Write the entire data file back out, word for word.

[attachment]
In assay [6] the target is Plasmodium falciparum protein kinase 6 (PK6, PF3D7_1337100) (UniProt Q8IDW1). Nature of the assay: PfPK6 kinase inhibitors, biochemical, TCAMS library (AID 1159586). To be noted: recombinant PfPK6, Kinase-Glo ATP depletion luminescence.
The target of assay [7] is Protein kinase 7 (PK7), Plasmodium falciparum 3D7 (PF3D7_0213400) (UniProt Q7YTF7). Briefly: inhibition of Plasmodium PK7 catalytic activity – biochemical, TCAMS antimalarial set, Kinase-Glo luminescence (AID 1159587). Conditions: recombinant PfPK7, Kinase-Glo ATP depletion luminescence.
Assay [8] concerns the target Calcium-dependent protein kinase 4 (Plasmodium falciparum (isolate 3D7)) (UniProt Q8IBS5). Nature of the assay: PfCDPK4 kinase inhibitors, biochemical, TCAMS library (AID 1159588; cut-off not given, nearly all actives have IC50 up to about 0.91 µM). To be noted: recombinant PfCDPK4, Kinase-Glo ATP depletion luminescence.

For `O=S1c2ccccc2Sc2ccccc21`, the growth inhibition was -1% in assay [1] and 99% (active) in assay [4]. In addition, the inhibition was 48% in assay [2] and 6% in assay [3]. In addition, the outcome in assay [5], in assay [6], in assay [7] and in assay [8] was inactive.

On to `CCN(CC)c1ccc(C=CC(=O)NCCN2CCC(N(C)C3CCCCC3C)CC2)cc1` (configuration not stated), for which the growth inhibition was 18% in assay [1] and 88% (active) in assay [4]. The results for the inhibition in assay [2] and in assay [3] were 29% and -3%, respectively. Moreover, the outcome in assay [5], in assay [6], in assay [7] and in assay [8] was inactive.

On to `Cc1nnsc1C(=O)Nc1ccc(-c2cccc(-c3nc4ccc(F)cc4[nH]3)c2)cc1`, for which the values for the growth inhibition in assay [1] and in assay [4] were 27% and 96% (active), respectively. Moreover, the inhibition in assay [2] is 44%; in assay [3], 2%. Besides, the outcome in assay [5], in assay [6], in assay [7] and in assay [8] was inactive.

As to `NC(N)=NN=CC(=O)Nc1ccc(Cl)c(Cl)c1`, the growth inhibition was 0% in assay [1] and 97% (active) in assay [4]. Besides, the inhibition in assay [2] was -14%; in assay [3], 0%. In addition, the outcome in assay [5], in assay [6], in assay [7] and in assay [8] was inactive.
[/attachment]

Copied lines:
In assay [6] the target is Plasmodium falciparum protein kinase 6 (PK6, PF3D7_1337100) (UniProt Q8IDW1). Nature of the assay: PfPK6 kinase inhibitors, biochemical, TCAMS library (AID 1159586). To be noted: recombinant PfPK6, Kinase-Glo ATP depletion luminescence.
The target of assay [7] is Protein kinase 7 (PK7), Plasmodium falciparum 3D7 (PF3D7_0213400) (UniProt Q7YTF7). Briefly: inhibition of Plasmodium PK7 catalytic activity – biochemical, TCAMS antimalarial set, Kinase-Glo luminescence (AID 1159587). Conditions: recombinant PfPK7, Kinase-Glo ATP depletion luminescence.
Assay [8] concerns the target Calcium-dependent protein kinase 4 (Plasmodium falciparum (isolate 3D7)) (UniProt Q8IBS5). Nature of the assay: PfCDPK4 kinase inhibitors, biochemical, TCAMS library (AID 1159588; cut-off not given, nearly all actives have IC50 up to about 0.91 µM). To be noted: recombinant PfCDPK4, Kinase-Glo ATP depletion luminescence.

For `O=S1c2ccccc2Sc2ccccc21`, the growth inhibition was -1% in assay [1] and 99% (active) in assay [4]. In addition, the inhibition was 48% in assay [2] and 6% in assay [3]. In addition, the outcome in assay [5], in assay [6], in assay [7] and in assay [8] was inactive.

On to `CCN(CC)c1ccc(C=CC(=O)NCCN2CCC(N(C)C3CCCCC3C)CC2)cc1` (configuration not stated), for which the growth inhibition was 18% in assay [1] and 88% (active) in assay [4]. The results for the inhibition in assay [2] and in assay [3] were 29% and -3%, respectively. Moreover, the outcome in assay [5], in assay [6], in assay [7] and in assay [8] was inactive.

On to `Cc1nnsc1C(=O)Nc1ccc(-c2cccc(-c3nc4ccc(F)cc4[nH]3)c2)cc1`, for which the values for the growth inhibition in assay [1] and in assay [4] were 27% and 96% (active), respectively. Moreover, the inhibition in assay [2] is 44%; in assay [3], 2%. Besides, the outcome in assay [5], in assay [6], in assay [7] and in assay [8] was inactive.

As to `NC(N)=NN=CC(=O)Nc1ccc(Cl)c(Cl)c1`, the growth inhibition was 0% in assay [1] and 97% (active) in assay [4]. Besides, the inhibition in assay [2] was -14%; in assay [3], 0%. In addition, the outcome in assay [5], in assay [6], in assay [7] and in assay [8] was inactive.